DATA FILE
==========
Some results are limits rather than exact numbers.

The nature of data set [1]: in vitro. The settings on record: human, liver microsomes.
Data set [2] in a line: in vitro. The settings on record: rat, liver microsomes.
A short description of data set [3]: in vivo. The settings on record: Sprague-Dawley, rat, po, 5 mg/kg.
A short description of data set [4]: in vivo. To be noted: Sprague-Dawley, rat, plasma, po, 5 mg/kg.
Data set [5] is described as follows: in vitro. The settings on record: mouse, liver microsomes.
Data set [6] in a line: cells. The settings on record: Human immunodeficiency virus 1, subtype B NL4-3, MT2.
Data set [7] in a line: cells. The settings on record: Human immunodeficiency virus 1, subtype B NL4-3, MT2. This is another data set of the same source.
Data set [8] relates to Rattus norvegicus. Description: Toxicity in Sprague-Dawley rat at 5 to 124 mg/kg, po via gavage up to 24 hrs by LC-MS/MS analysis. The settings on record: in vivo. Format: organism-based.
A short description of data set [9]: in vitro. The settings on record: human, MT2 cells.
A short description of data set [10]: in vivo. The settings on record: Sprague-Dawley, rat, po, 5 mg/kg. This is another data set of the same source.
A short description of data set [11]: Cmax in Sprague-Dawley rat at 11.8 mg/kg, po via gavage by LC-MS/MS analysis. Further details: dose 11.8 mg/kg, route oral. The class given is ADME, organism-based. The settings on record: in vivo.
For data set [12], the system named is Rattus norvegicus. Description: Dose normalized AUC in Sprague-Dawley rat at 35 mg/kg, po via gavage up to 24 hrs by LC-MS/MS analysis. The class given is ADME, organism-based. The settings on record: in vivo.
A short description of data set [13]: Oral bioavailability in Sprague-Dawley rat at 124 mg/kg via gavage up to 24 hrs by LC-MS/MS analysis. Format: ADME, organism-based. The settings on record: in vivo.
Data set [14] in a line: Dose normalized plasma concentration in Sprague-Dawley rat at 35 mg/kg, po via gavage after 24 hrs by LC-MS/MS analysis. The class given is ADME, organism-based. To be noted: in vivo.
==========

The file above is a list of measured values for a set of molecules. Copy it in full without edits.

Some results are limits rather than exact numbers.

The nature of data set [1]: in vitro. The settings on record: human, liver microsomes.
Data set [2] in a line: in vitro. The settings on record: rat, liver microsomes.
A short description of data set [3]: in vivo. The settings on record: Sprague-Dawley, rat, po, 5 mg/kg.
A short description of data set [4]: in vivo. To be noted: Sprague-Dawley, rat, plasma, po, 5 mg/kg.
Data set [5] is described as follows: in vitro. The settings on record: mouse, liver microsomes.
Data set [6] in a line: cells. The settings on record: Human immunodeficiency virus 1, subtype B NL4-3, MT2.
Data set [7] in a line: cells. The settings on record: Human immunodeficiency virus 1, subtype B NL4-3, MT2. This is another data set of the same source.
Data set [8] relates to Rattus norvegicus. Description: Toxicity in Sprague-Dawley rat at 5 to 124 mg/kg, po via gavage up to 24 hrs by LC-MS/MS analysis. The settings on record: in vivo. Format: organism-based.
A short description of data set [9]: in vitro. The settings on record: human, MT2 cells.
A short description of data set [10]: in vivo. The settings on record: Sprague-Dawley, rat, po, 5 mg/kg. This is another data set of the same source.
A short description of data set [11]: Cmax in Sprague-Dawley rat at 11.8 mg/kg, po via gavage by LC-MS/MS analysis. Further details: dose 11.8 mg/kg, route oral. The class given is ADME, organism-based. The settings on record: in vivo.
For data set [12], the system named is Rattus norvegicus. Description: Dose normalized AUC in Sprague-Dawley rat at 35 mg/kg, po via gavage up to 24 hrs by LC-MS/MS analysis. The class given is ADME, organism-based. The settings on record: in vivo.
A short description of data set [13]: Oral bioavailability in Sprague-Dawley rat at 124 mg/kg via gavage up to 24 hrs by LC-MS/MS analysis. Format: ADME, organism-based. The settings on record: in vivo.
Data set [14] in a line: Dose normalized plasma concentration in Sprague-Dawley rat at 35 mg/kg, po via gavage after 24 hrs by LC-MS/MS analysis. The class given is ADME, organism-based. To be noted: in vivo.